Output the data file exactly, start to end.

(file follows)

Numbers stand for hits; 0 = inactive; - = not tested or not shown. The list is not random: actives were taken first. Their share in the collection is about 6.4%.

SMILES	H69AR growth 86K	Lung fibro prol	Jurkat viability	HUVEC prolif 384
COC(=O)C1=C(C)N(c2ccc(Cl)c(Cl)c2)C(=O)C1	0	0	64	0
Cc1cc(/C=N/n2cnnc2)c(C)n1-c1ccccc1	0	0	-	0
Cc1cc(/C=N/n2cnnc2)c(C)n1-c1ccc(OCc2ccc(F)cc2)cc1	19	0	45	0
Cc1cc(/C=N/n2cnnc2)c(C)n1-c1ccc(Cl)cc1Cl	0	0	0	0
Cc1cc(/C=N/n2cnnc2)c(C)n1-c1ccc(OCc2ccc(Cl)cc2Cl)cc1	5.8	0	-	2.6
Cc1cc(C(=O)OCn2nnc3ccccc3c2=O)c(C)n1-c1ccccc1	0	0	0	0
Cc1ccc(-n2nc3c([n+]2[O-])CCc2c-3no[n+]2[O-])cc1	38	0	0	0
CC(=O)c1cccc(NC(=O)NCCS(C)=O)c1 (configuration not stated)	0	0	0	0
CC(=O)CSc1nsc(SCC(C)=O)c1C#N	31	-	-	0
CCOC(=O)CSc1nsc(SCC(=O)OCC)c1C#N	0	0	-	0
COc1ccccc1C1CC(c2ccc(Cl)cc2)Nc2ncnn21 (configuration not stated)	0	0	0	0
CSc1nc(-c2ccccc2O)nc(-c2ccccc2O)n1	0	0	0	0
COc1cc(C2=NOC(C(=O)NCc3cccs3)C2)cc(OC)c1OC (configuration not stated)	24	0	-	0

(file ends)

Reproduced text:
Numbers stand for hits; 0 = inactive; - = not tested or not shown. The list is not random: actives were taken first. Their share in the collection is about 6.4%.

SMILES	H69AR growth 86K	Lung fibro prol	Jurkat viability	HUVEC prolif 384
COC(=O)C1=C(C)N(c2ccc(Cl)c(Cl)c2)C(=O)C1	0	0	64	0
Cc1cc(/C=N/n2cnnc2)c(C)n1-c1ccccc1	0	0	-	0
Cc1cc(/C=N/n2cnnc2)c(C)n1-c1ccc(OCc2ccc(F)cc2)cc1	19	0	45	0
Cc1cc(/C=N/n2cnnc2)c(C)n1-c1ccc(Cl)cc1Cl	0	0	0	0
Cc1cc(/C=N/n2cnnc2)c(C)n1-c1ccc(OCc2ccc(Cl)cc2Cl)cc1	5.8	0	-	2.6
Cc1cc(C(=O)OCn2nnc3ccccc3c2=O)c(C)n1-c1ccccc1	0	0	0	0
Cc1ccc(-n2nc3c([n+]2[O-])CCc2c-3no[n+]2[O-])cc1	38	0	0	0
CC(=O)c1cccc(NC(=O)NCCS(C)=O)c1 (configuration not stated)	0	0	0	0
CC(=O)CSc1nsc(SCC(C)=O)c1C#N	31	-	-	0
CCOC(=O)CSc1nsc(SCC(=O)OCC)c1C#N	0	0	-	0
COc1ccccc1C1CC(c2ccc(Cl)cc2)Nc2ncnn21 (configuration not stated)	0	0	0	0
CSc1nc(-c2ccccc2O)nc(-c2ccccc2O)n1	0	0	0	0
COc1cc(C2=NOC(C(=O)NCc3cccs3)C2)cc(OC)c1OC (configuration not stated)	24	0	-	0